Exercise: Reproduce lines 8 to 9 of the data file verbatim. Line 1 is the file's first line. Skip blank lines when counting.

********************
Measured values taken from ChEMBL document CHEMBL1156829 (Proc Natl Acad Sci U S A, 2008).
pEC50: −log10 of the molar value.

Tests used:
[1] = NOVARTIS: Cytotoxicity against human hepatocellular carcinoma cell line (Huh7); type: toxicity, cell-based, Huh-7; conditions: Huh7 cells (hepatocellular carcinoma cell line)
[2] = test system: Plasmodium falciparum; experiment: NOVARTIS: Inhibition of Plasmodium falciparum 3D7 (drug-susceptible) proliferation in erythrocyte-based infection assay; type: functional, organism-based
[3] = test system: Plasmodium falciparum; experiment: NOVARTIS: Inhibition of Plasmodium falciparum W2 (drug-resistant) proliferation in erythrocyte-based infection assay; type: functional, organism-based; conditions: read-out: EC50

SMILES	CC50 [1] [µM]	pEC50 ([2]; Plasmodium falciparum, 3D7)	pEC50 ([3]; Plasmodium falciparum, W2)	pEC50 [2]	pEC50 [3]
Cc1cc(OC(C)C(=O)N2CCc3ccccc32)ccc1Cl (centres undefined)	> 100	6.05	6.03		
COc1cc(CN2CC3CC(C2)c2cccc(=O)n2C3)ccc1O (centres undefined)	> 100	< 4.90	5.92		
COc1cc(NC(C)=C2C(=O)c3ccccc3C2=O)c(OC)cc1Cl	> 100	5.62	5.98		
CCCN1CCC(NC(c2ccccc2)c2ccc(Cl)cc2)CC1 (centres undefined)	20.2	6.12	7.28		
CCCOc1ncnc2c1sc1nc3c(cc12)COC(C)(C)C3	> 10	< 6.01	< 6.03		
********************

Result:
Cc1cc(OC(C)C(=O)N2CCc3ccccc32)ccc1Cl (centres undefined)	> 100	6.05	6.03		
COc1cc(CN2CC3CC(C2)c2cccc(=O)n2C3)ccc1O (centres undefined)	> 100	< 4.90	5.92		